As implied by the current use of the label “CCUS” instead of “CCS”, the emphasis these days is moving away from just CCS to CCU, and the production of synfuels by reacting carbon dioxide — captured directly from the air or from power plants — with hydrogen, perhaps produced electrolytically, using electricity from renewables or nuclear.
However, CCUS “is not proceeding on the innovation pathway required to meet the IEA’s Sustainable Development Scenario (2018)”, notes the UKERC/Vivid Economics report. “While incentives have been implemented in the US, UK, Canada, and Norway, projects have stalled or not translated into a pipeline of future projects. A common feature of these cases is a stop-start approach to demonstration, which has been ineffective in the context of promoting CCUS deployment.” It suggests using an infrastructure demonstration approach to move things on. That seems a very long shot.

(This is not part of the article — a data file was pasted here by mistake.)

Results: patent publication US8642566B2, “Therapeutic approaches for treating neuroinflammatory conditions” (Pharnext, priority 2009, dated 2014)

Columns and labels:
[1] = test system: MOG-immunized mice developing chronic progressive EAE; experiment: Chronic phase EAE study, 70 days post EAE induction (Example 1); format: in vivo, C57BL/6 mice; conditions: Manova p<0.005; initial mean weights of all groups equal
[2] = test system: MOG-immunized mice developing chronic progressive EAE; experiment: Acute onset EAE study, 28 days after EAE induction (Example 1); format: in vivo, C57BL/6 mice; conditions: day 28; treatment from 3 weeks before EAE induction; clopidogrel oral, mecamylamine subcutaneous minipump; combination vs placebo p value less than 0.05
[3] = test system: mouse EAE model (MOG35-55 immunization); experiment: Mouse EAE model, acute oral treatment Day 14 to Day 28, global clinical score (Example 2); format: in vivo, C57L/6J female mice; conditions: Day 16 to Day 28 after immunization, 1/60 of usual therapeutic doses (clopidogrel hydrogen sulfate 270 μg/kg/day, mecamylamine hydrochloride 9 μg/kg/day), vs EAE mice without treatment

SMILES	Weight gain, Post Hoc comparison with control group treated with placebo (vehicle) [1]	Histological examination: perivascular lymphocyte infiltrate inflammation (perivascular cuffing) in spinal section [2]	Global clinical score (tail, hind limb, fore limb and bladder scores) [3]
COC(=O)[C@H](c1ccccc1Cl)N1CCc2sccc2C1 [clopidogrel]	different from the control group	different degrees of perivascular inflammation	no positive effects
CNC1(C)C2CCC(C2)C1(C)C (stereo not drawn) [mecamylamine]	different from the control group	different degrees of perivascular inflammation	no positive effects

Done fully, “CCUS would involve the construction of a large-scale infrastructure which would be shared by numerous point sources and storage points”, according to the UKERC/Vivid Economics report. “It is instructive that most comparable national level infrastructure systems have been constructed under the guidance of national level coordinating bodies, such as the Central Electricity Board in the case of the original electricity transmission network in the UK, and the Gas Council for the natural gas grid.” Is it really worth it? Just to be able to continue to use fossil fuels? What’s more, when we burn CCU-derived synfuels, we get the CO2 back again. It seems like a case of costly diminishing returns. Why not use the green power, and the green hydrogen, directly? Nevertheless, some UK funding is being provided for CCUS work and the debate continues, with Direct Air Carbon Capture and Storage (DACCS) also being talked up.